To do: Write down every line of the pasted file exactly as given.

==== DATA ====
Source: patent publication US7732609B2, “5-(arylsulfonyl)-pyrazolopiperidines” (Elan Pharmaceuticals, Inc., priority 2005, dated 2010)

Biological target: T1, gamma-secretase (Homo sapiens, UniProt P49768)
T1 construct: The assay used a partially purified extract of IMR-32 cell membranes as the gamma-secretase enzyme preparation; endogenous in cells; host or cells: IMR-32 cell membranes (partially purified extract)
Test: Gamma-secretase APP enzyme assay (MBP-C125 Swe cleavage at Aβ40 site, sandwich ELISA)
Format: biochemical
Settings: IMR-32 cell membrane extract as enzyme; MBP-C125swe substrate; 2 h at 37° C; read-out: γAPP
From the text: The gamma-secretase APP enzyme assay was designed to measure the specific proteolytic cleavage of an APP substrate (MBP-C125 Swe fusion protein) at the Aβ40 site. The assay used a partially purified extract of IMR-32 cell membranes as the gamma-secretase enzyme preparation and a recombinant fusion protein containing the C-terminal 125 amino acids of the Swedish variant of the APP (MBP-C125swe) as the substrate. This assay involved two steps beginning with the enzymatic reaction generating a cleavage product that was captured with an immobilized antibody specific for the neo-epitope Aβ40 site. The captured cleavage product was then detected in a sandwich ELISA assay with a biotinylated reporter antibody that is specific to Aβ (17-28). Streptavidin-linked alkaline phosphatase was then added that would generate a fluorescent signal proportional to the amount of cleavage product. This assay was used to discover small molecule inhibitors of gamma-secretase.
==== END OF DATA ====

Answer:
Source: patent publication US7732609B2, “5-(arylsulfonyl)-pyrazolopiperidines” (Elan Pharmaceuticals, Inc., priority 2005, dated 2010)

Biological target: T1, gamma-secretase (Homo sapiens, UniProt P49768)
T1 construct: The assay used a partially purified extract of IMR-32 cell membranes as the gamma-secretase enzyme preparation; endogenous in cells; host or cells: IMR-32 cell membranes (partially purified extract)
Test: Gamma-secretase APP enzyme assay (MBP-C125 Swe cleavage at Aβ40 site, sandwich ELISA)
Format: biochemical
Settings: IMR-32 cell membrane extract as enzyme; MBP-C125swe substrate; 2 h at 37° C; read-out: γAPP
From the text: The gamma-secretase APP enzyme assay was designed to measure the specific proteolytic cleavage of an APP substrate (MBP-C125 Swe fusion protein) at the Aβ40 site. The assay used a partially purified extract of IMR-32 cell membranes as the gamma-secretase enzyme preparation and a recombinant fusion protein containing the C-terminal 125 amino acids of the Swedish variant of the APP (MBP-C125swe) as the substrate. This assay involved two steps beginning with the enzymatic reaction generating a cleavage product that was captured with an immobilized antibody specific for the neo-epitope Aβ40 site. The captured cleavage product was then detected in a sandwich ELISA assay with a biotinylated reporter antibody that is specific to Aβ (17-28). Streptavidin-linked alkaline phosphatase was then added that would generate a fluorescent signal proportional to the amount of cleavage product. This assay was used to discover small molecule inhibitors of gamma-secretase.